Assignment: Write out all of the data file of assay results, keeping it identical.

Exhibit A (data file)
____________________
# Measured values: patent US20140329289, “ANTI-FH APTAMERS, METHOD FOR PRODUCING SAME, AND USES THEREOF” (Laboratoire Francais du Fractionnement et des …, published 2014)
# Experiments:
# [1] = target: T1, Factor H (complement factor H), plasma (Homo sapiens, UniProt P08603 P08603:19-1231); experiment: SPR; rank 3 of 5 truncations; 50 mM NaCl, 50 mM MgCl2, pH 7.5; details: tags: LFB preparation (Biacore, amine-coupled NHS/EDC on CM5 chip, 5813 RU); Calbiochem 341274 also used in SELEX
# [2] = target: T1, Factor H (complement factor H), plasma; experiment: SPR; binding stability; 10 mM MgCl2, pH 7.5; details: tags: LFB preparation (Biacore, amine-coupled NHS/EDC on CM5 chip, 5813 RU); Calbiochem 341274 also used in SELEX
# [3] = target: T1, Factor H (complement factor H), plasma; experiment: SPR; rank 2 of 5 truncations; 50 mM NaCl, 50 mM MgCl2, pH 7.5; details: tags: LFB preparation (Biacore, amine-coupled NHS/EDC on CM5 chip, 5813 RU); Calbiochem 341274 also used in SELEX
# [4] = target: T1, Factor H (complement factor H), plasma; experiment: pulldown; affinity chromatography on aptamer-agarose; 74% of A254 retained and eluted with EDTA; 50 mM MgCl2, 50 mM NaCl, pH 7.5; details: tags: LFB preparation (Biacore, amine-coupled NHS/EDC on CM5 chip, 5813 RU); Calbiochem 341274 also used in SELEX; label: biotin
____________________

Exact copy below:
# Measured values: patent US20140329289, “ANTI-FH APTAMERS, METHOD FOR PRODUCING SAME, AND USES THEREOF” (Laboratoire Francais du Fractionnement et des …, published 2014)
# Experiments:
# [1] = target: T1, Factor H (complement factor H), plasma (Homo sapiens, UniProt P08603 P08603:19-1231); experiment: SPR; rank 3 of 5 truncations; 50 mM NaCl, 50 mM MgCl2, pH 7.5; details: tags: LFB preparation (Biacore, amine-coupled NHS/EDC on CM5 chip, 5813 RU); Calbiochem 341274 also used in SELEX
# [2] = target: T1, Factor H (complement factor H), plasma; experiment: SPR; binding stability; 10 mM MgCl2, pH 7.5; details: tags: LFB preparation (Biacore, amine-coupled NHS/EDC on CM5 chip, 5813 RU); Calbiochem 341274 also used in SELEX
# [3] = target: T1, Factor H (complement factor H), plasma; experiment: SPR; rank 2 of 5 truncations; 50 mM NaCl, 50 mM MgCl2, pH 7.5; details: tags: LFB preparation (Biacore, amine-coupled NHS/EDC on CM5 chip, 5813 RU); Calbiochem 341274 also used in SELEX
# [4] = target: T1, Factor H (complement factor H), plasma; experiment: pulldown; affinity chromatography on aptamer-agarose; 74% of A254 retained and eluted with EDTA; 50 mM MgCl2, 50 mM NaCl, pH 7.5; details: tags: LFB preparation (Biacore, amine-coupled NHS/EDC on CM5 chip, 5813 RU); Calbiochem 341274 also used in SELEX; label: biotin